There is more water in a plant than any other component. How you apply it becomes one of the most important factors in determining the overall health of your seedlings. When a seed comes in contact with water it begins to absorb it. This signals to the seed that it is time to come out of dormancy, germinate, and grow. Seedlings are fragile in the early stages of life. At this time, consistent moisture is vital. Growing seeds outdoors can present some challenges. Gardeners in some areas of the country can depend on rain to keep their soil moist. In other areas, rainfall can be unpredictable, or absent, and so watering becomes your job. After sowing, seeds should be watered gently, but thoroughly. If your seeds are tiny, or are to be sown shallow, you may want to wet your soil before sowing. Moisture should be maintained consistently after the first watering, but never to the point of soggy soil. Saturated soil can create conditions that will rot your seeds before they germinate. You can cover your seeds with any sort of moisture-retaining mulch. Mulch, in its simplest sense, is anything you use as a soil cover to retain moisture. Check your seedlings daily to ensure that your mulch doesn't prevent them from emerging. If your sown seeds are allowed to dry out too much after germination, they may die.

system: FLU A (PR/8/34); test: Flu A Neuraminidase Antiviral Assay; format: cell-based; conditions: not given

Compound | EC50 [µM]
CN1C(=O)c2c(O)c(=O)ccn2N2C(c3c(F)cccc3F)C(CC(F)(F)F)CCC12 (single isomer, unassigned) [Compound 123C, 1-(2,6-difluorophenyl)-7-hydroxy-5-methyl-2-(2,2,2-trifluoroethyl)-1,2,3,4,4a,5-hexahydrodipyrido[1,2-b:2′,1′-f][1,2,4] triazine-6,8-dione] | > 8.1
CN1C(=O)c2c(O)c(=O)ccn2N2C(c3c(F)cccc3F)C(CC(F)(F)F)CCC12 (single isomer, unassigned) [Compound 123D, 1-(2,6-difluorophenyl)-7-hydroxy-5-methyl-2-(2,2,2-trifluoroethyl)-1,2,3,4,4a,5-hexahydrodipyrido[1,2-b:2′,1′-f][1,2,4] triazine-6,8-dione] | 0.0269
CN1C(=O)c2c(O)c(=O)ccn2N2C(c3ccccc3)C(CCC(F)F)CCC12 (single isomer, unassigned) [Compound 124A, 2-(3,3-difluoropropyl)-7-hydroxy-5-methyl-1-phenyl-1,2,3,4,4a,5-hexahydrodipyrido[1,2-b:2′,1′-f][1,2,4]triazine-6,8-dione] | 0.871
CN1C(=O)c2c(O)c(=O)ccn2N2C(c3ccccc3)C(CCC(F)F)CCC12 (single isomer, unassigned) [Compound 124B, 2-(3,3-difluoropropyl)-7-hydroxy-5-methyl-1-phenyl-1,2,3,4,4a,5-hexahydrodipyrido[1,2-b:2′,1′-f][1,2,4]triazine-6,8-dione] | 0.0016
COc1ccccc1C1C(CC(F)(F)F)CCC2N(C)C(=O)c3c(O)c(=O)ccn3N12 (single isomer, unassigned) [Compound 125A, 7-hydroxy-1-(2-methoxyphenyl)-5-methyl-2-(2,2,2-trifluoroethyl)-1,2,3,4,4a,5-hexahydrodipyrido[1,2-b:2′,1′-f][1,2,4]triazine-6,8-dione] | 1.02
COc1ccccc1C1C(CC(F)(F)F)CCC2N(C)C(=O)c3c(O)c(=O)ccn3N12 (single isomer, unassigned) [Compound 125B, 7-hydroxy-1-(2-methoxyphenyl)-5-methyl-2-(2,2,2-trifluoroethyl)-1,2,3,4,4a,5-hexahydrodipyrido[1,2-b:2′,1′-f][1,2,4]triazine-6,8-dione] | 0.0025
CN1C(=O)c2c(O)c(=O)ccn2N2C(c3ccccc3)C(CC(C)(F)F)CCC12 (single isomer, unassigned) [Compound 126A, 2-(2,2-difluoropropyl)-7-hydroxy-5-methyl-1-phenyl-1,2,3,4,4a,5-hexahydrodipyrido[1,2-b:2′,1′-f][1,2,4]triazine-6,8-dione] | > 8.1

Where you choose to start your seedlings is one of the most important decisions you can make. Unless you plan on transplanting your seedlings, the spot you choose to sow in is the place where they will grow, and they need to be able to access the resources they need in that place. The first consideration is light. Your Botanical Interests seed packet will indicate the optimal amount of light for your plants. The recommendations are general and can vary slightly by time of year, elevation, or directional exposure. Full sun indicates that your plant likes plenty of sun -6-8+ hours of direct sun each day is best. Part sun and part shade are the same. This means that your plants require some sun, but may not perform their best in all-day summer sun, so 3-6 hours is best. Shade means that your plants require some protection from excessive sun. This does not usually mean, however, that your plants should be placed in the deepest shade possible with no direct sun exposure. Flowering plants that are meant for shade still require some sun to produce blossoms. Shade plants do best with 3 or less hours of sun each day. Many recommendations will mix two of these groups, like "Sun to part shade." This means that the plant will perform in sun ranging from approximately 3 to 8 or more, hours a day.